Seeing Salt Lake City
by Alan Barnett

Smith Drug Store Corner
[p.71] Smith Drug Store Corner at 200 South and Main Street, August 26, 1910. About a year after Shipler took this photograph, the building, with its myriad billboards, was razed for construction of the new high-rise Walker Bank Building. (Neg. 10976.)

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Salt Palace
[p.72] The Salt Palace (date unknown). This structure, designed by Richard Kletting as the centerpiece of an amusement park on 900 South between State and Main streets, was constructed in 1899 and derived its name from the fact that the wood structure was covered with salt crystals. The Palace served as an exhibition hall, theater, and dance hall, and was lit up at night by some 900 electric lights. (Unnumbered negative.)

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Salt Palace
[p.73] The charred remains of the Salt Palace, August 29, 1910. Shipler took this photograph the morning after a fire destroyed the main pavilion, a number of concession stands, and part of the bicycle racetrack. Although the Salt Palace itself was never rebuilt, the amusement park remained in operation for a number of years, first under the Salt Palace name and later as Majestic Park. Today automobile dealerships and a hotel occupy the site. The only part of the Salt Palace to survive was its name, which was later used for Salt Lake City’s sports arena and then for the convention center that replaced it. (Neg. 10984.)

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LDS Granite Stake Tabernacle
[p.74] The LDS Granite Stake Tabernacle, October 13, 1910. This imposing structure stood on the northeast corner of 3300 South and State Street. Built to serve members of the LDS church’s Granite Stake, it was renamed the Granite Stake Tabernacle after the Granite Stake built a new building on 900 East in Sugarhouse. After this structure was demolished in 1956, Prudential Federal Savings built a branch on the site. Today a movie theater complex occupies this location. (Neg. 11161.)

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Valley House
[p.75] The Valley House, October 26, 1910. The section of the building to the left was built as a residence by Wilford Woodruff in 1815; the section on the right was added about 1873 to create a hotel. The Valley House touted itself as the city’s only non-alcoholic hotel. It outlasted many other hotels in town, but when this photograph was taken, it was nearing its end. The Valley House ceased functioning about 1913 and was demolished in 1915. This site on the corner of West Temple and South Temple is now occupied by the Abravanel Hall plaza. (Neg. 11204.)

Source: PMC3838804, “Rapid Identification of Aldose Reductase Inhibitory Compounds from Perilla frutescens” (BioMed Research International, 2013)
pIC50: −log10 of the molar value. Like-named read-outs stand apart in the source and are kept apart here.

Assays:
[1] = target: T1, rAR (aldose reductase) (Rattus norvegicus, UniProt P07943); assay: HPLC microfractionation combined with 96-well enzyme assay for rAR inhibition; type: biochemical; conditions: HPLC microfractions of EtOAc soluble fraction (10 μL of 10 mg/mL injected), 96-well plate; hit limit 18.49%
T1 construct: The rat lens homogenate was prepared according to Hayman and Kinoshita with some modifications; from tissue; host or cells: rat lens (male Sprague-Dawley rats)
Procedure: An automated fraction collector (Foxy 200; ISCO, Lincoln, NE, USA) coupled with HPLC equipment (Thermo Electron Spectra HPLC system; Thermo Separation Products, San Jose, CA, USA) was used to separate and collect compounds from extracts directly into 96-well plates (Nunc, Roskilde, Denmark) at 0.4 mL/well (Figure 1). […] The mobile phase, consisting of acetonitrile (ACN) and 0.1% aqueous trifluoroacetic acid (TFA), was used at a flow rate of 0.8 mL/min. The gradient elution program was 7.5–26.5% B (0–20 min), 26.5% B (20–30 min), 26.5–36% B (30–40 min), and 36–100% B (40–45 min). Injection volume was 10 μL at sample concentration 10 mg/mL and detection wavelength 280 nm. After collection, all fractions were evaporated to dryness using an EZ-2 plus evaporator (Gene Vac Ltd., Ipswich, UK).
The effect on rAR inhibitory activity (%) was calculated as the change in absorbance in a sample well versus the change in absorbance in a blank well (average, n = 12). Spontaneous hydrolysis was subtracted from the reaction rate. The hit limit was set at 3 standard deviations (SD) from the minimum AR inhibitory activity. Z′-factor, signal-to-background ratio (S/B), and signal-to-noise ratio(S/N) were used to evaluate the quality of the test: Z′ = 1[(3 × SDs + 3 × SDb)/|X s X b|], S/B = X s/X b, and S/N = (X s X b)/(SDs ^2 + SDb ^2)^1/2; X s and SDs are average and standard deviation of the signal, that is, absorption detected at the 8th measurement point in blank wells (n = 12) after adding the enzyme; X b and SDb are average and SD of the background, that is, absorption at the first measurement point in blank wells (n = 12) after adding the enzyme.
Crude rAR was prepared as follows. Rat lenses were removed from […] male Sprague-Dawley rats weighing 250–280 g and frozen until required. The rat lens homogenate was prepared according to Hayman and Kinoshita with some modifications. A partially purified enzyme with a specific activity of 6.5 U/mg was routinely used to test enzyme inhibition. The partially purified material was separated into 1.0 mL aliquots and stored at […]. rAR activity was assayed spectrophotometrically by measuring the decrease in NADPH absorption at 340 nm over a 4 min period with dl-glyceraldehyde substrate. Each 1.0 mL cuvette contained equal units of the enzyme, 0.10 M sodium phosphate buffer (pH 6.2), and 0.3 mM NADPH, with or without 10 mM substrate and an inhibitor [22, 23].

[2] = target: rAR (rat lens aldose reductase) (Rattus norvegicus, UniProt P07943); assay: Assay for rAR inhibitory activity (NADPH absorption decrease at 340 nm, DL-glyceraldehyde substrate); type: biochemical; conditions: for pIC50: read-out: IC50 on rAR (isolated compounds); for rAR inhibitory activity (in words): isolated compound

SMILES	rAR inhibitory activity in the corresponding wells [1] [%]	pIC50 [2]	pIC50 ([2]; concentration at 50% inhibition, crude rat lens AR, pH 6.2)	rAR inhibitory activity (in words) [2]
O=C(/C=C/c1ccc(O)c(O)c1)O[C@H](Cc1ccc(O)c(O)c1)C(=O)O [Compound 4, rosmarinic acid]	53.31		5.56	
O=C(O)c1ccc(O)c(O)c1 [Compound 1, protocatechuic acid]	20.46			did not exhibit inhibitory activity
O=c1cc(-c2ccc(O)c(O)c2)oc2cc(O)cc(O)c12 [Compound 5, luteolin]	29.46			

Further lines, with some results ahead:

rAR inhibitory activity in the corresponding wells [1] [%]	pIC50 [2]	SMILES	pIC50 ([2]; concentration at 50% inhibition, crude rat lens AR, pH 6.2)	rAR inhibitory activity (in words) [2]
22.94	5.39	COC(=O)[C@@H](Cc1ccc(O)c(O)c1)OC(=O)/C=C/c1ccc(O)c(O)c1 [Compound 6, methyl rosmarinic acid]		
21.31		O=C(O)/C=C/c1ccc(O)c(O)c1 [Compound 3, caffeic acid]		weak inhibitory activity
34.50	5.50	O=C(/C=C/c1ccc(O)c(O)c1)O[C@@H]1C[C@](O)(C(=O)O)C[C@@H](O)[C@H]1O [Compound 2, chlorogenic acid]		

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Union Station
[p.76] Union Station, November 9, 1910. This view shows the depot about the time of its completion. The building originally served as the depot for the Oregon Short Line Railroad and the San Pedro, Los Angeles, and Salt Lake Railroad, both subsidiaries of Union Pacific. (Neg. 11257B.)

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Deseret Gym.
[p.77] The newly completed Deseret Gymnasium, November 14, 1910. This photograph was taken from the yard of the Lion House where the LDS church would later build its Administration Building on South Temple between State and Main streets. The church built this facility to provide recreational facilities for young people and a gymnasium for LDS University. Note the panel with the letters “DG” and the bas relief sculptures depicting various athletic activities. This building was demolished in 1962 to make way for the church office tower and plaza, but the name of the building was carried on by a new building at 200 North and Main streets. (Neg. 11270.)

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Ivanhoe Apts.
[p.78] Moving a piano at the Ivanhoe Apartments, January 5, 1911. These movers were employed by the Willey Transfer Company, one of a number of such companies operating in Salt Lake City at the time. The Ivanhoe Apartments still stand on 300 South between 400 and 500 East streets. (Neg. 11425.)

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State Capitol Grounds
[p.79] The State Capitol Grounds, February 22, 1911. This photograph was taken looking southwest from Capitol Hill. The property in the foreground was given to the Territory of Utah by Salt Lake City in 1888 for the construction of a capitol building. By the time ground was finally broken in 1912, the property had been known for many years as the “Capitol Grounds” and had served as a public park. Buildings visible in the background include the Union Pacific Depot, the Salt Lake Hardware Building, and the Salt Lake High School (now West High). (Neg. 11565.)

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18th Ward Wall
[p.80] The 18th Ward Wall, April 20, 1911. This portion of the stone wall that surrounded Brigham Young’s property survived for many years along the west side of A Street between 1st and 2nd avenues. (Neg. 11793.)